The Great Rock ‘n’ Roll Swindle is the Citizen Kane of rock ‘n’ roll pictures. An incredibly sophisticated, stupefyingly multi-layered portrait of the 1970s phenomenon known as The Sex Pistols, unstintingly cynical pic casts a jaundiced eye at the entire pop culture scene and, if nothing else, represents the most imaginative use of a rock group in films since The Beatles debuted in A Hard Day’s Night.
Pic, which stars and is narrated after a fashion by Pistols’ manager Malcolm McLaren, begins with the basic premise that the campaign of shock tactics was premeditated.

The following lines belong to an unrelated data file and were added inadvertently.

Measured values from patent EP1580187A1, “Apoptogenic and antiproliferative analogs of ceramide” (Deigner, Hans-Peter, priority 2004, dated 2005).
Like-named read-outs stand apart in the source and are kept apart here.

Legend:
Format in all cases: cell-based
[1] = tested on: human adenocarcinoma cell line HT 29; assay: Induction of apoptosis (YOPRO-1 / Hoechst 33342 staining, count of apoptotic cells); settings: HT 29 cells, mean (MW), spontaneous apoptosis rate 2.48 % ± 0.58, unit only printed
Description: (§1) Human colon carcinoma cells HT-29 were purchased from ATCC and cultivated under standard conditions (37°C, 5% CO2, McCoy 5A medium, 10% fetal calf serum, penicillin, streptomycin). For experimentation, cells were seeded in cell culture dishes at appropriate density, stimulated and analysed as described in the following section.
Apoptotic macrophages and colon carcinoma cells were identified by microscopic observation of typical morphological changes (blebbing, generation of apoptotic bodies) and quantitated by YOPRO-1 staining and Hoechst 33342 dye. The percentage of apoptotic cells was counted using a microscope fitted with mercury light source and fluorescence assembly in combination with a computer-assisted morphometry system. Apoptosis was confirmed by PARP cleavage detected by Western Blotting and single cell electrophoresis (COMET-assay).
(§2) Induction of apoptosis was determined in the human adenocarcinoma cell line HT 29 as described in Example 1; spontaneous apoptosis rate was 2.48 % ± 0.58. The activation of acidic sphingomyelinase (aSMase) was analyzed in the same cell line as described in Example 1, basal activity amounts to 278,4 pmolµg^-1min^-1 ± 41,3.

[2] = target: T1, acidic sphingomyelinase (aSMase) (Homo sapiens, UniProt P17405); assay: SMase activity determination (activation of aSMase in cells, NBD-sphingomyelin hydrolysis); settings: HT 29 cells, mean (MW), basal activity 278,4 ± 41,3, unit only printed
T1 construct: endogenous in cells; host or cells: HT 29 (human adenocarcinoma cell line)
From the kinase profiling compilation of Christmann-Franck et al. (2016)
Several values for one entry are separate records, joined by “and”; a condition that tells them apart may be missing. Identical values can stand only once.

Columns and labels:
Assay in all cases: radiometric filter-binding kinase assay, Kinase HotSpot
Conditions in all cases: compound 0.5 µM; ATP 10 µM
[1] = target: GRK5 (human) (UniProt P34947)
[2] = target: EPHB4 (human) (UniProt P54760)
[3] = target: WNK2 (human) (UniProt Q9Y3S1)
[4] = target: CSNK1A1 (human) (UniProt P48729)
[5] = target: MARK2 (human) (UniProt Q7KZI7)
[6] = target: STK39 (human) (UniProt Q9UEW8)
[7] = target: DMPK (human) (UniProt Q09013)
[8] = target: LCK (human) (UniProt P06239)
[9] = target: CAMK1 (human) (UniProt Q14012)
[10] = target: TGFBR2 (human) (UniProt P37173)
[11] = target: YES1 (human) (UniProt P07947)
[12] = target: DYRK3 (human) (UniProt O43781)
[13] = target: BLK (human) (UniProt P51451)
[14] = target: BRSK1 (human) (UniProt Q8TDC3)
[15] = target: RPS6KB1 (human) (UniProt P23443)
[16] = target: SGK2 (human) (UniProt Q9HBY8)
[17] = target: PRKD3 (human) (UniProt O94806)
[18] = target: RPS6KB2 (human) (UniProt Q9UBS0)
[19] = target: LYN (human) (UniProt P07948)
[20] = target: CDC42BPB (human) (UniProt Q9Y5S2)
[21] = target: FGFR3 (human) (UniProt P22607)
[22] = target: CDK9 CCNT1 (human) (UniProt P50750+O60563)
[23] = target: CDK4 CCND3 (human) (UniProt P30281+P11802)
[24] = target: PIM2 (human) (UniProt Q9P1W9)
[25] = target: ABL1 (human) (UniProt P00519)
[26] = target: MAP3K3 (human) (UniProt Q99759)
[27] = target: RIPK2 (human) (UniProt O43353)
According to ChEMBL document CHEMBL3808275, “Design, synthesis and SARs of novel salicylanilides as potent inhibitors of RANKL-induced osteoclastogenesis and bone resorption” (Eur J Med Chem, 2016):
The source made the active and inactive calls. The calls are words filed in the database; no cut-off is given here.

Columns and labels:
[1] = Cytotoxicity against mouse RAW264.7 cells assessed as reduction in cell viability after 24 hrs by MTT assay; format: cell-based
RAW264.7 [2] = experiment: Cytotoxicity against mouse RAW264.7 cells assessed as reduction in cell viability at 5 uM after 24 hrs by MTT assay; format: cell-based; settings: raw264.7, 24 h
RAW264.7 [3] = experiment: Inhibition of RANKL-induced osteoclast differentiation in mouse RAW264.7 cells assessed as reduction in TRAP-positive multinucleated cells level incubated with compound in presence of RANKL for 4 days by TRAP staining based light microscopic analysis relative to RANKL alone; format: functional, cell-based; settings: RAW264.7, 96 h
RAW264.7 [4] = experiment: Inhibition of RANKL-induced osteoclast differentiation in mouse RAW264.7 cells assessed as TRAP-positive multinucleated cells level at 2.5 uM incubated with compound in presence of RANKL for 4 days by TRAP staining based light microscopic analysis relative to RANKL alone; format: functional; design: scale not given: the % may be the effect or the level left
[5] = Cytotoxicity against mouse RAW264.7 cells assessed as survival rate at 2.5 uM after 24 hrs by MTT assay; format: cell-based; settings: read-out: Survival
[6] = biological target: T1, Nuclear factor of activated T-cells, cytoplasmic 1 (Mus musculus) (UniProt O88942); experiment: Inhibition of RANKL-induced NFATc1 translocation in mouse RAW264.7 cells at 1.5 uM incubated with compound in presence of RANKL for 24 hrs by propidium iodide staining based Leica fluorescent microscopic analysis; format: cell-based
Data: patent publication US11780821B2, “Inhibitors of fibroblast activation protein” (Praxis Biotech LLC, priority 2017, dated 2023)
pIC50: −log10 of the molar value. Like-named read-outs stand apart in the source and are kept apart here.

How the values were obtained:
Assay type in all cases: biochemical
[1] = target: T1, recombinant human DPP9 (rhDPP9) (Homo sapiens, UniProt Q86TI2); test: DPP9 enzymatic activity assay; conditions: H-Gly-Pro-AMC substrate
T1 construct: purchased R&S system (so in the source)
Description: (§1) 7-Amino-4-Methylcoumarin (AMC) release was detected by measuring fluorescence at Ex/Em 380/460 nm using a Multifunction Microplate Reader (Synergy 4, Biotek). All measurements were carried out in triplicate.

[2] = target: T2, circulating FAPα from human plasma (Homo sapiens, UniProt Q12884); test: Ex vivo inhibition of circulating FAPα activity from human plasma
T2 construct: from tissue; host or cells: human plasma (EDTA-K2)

A bubbling brew of devices and styles somehow mesh under firsttime helmer Julien Temple’s wizardly direction to amplify McLaren’s thesis on how to create a rock sensation in 10 easy lessons. Among his dicta are: Demonstrate To Record Companies The Enormous Potential Of A Band That Can’t Play; Make It As Hard As Possible For The Press To See It; Insult Your Audiences As Much As Possible, and Cultivate Hatred.